Rudy Giuliani, an attorney for President Donald Trump, waves to people during White House Sports and Fitness Day on the South Lawn of the White House, in Washington, May 29, 2018. Credit: Andrew Harnik | AP

Like some legal zombie that can’t be killed, the argument that “collusion is not a crime” is back and walks among us. And it’s still nonsense.

There were reports last week that former Trump attorney Michael Cohen would testify, contrary to repeated White House denials, that President Trump knew of and approved the infamous Trump Tower meeting in June 2016, when Donald Trump Jr., Jared Kushner and other campaign officials met with Russians offering damaging information about Hillary Clinton.

Faced with this new evidence of what looks remarkably like colluding with the Russians, the president’s defense has returned to the claim that any such collusion, even if it happened, would not be a crime. On “Fox and Friends,” Trump attorney Rudy Giuliani recently said, “I have been sitting here looking in the federal code trying to find collusion as a crime. Collusion is not a crime.” The president himself picked up on the theme, tweeting: “Collusion is not a crime, but that doesn’t matter because there was No Collusion (except by Crooked Hillary and the Democrats)!”

It’s unclear how the term “collusion” became so embedded in the public narrative about the Russian attacks on our election. But what is clear is that the unfortunate prevalence of the term has given the president’s legal team another tool with which to sow confusion and mistrust about Special Counsel Robert Mueller’s investigation. After all, if collusion is not a crime, why is Mueller spending all this time and money investigating it? It must be a witch hunt!

It’s true there is no crime called “collusion.” It’s also irrelevant. What matters in criminal law is the facts, not the precise terms used to describe what happened. Saying the president is off the hook because there is no crime called “collusion” is akin to claiming the president could shoot someone on Fifth Avenue and escape prosecution because the criminal statutes prohibit “homicide” not “shooting.”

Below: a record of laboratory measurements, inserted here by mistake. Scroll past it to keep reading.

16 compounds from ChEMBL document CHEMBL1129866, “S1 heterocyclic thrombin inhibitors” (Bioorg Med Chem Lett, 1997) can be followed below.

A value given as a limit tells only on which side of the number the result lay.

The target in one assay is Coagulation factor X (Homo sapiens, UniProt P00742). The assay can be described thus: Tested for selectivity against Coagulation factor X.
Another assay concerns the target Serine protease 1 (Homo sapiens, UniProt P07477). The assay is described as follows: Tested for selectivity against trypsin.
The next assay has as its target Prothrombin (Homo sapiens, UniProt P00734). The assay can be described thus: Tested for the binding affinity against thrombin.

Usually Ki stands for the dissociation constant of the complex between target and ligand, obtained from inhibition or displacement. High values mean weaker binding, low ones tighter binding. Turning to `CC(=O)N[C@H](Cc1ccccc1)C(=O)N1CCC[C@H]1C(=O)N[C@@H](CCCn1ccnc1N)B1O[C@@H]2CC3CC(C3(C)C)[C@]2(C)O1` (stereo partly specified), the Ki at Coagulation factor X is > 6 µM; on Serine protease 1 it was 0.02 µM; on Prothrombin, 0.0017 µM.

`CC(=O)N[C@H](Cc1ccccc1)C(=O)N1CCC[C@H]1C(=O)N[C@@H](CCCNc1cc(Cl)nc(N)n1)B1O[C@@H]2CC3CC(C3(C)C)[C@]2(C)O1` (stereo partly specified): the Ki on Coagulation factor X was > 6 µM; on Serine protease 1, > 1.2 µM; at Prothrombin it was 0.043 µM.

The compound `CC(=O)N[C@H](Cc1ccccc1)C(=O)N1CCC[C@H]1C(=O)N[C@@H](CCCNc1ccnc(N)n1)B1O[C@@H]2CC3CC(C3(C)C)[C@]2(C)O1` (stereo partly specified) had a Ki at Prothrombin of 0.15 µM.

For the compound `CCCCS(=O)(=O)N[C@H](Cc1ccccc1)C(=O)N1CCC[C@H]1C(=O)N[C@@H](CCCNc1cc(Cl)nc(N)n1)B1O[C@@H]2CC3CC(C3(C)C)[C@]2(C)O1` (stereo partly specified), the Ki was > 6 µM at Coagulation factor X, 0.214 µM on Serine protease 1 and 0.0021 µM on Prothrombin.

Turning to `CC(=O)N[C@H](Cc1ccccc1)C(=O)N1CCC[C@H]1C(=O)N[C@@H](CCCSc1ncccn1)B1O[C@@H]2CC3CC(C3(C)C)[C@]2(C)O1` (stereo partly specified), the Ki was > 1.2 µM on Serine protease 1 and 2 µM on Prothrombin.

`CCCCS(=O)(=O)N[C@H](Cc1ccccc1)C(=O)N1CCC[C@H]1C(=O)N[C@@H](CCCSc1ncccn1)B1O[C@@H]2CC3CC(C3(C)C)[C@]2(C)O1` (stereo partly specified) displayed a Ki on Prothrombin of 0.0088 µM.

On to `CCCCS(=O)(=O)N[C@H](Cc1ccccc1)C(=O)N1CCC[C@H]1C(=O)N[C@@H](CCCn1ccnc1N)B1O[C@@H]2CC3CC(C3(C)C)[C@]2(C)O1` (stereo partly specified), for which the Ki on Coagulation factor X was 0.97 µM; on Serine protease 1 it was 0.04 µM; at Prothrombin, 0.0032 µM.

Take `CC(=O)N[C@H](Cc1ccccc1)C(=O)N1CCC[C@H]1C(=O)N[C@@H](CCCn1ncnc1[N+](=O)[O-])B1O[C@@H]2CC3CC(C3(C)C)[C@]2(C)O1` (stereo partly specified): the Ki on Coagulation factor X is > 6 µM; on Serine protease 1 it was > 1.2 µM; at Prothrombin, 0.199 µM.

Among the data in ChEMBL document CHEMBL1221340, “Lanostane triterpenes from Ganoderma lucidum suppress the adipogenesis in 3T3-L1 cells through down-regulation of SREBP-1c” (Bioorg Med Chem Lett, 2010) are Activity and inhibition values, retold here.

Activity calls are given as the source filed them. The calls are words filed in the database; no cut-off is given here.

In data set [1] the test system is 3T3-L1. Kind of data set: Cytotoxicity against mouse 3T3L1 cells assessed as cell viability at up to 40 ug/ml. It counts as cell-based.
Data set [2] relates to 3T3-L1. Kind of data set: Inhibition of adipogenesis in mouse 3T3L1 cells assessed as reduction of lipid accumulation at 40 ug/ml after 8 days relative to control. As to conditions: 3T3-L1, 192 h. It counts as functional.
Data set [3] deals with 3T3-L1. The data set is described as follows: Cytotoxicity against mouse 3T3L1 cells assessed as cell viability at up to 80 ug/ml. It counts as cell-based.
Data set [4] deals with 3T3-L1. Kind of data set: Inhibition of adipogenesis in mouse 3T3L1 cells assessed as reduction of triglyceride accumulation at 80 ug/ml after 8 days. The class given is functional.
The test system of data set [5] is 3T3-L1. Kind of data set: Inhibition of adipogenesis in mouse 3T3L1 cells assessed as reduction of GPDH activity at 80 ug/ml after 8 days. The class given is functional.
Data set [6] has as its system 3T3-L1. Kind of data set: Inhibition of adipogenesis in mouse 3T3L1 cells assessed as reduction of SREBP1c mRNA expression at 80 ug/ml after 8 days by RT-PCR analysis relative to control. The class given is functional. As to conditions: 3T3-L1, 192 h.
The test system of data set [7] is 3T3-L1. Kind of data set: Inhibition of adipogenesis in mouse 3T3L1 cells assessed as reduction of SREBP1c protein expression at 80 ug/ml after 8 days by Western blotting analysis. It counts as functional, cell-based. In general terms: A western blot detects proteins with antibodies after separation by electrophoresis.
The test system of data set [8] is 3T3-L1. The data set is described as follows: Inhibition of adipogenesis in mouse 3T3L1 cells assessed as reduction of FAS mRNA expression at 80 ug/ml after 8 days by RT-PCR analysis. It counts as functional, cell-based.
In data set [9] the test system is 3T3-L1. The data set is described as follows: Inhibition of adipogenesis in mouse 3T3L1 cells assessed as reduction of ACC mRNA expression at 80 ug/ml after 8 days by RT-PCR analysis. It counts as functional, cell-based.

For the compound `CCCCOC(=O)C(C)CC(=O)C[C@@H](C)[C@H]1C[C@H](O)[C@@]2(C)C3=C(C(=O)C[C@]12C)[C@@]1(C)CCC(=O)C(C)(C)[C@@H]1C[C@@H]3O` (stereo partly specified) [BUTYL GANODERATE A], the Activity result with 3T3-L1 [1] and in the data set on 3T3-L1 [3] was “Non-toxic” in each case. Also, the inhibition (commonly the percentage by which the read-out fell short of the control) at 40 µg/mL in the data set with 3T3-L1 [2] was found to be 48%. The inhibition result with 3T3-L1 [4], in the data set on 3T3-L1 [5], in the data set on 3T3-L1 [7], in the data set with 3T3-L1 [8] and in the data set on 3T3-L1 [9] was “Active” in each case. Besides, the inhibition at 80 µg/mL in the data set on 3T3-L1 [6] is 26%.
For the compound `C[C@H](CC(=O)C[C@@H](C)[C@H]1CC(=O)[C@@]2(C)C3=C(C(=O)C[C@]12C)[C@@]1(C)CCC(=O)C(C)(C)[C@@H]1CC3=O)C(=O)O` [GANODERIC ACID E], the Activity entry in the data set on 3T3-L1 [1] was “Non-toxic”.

Collusion is generally defined as a secret agreement to work together towards some illicit end. As I pointed out more than a year ago when this argument first surfaced, in criminal law this describes a potential conspiracy. A criminal conspiracy exists when two or more people form an agreement to pursue an unlawful goal and at least one of them takes some action in furtherance of that agreement. The federal conspiracy statute, 18 U.S.C. 371, prohibits conspiracies to defraud the United States and conspiracies to commit an offense against the United States. Both charges are potentially relevant here — and Mueller has already deployed both.

Conspiracy to defraud the United States includes an agreement to impair, obstruct, or defeat the lawful functions of the federal government. This could include, for example, an agreement with the Russians to interfere with the Federal Election Commission’s administration of federal election laws. Indeed, this type of conspiracy was the lead charge in February’s indictment of 13 Russian individuals and three Russian companies for interfering with the election largely through social media. That indictment charges the defendants “intentionally conspired to defraud the United States by impairing, obstructing, and defeating the lawful functions” of the FEC, the State Department and the Justice Department by making illegal campaign contributions, obtaining visas under false pretenses and failing to register as foreign agents.

Conspiracy to commit an offense against the United States is defined as a conspiracy to commit any federal crime. The lead charge in the indictment of 12 Russian intelligence officers this month was conspiracy to violate the federal laws against computer hacking. Such a charge would also apply to any agreement with the Russians to violate federal campaign finance laws by, for example, making illegal foreign contributions to the Trump campaign in the form of stolen Democratic emails.

With any conspiracy charge, the crime is the agreement itself. Prosecutors do not have to prove that the conspiracy succeeded or that any victim was actually harmed. They would not have to show the Russian efforts were successful or that the outcome of the election was changed. You can also conspire to help someone else commit a crime that you could not commit yourself; for example, Americans could conspire to help Russians violate the law against foreign campaign contributions even though, as American citizens, they are not covered by that law.

Working with Russians to influence our election through the use of stolen emails or other methods would be prosecutable under any number of theories. The argument that “collusion is not a crime” is nothing but a meaningless distraction. It’s time to bury it once and for all.

Randall D. Eliason teaches white-collar criminal law at George Washington University Law School.

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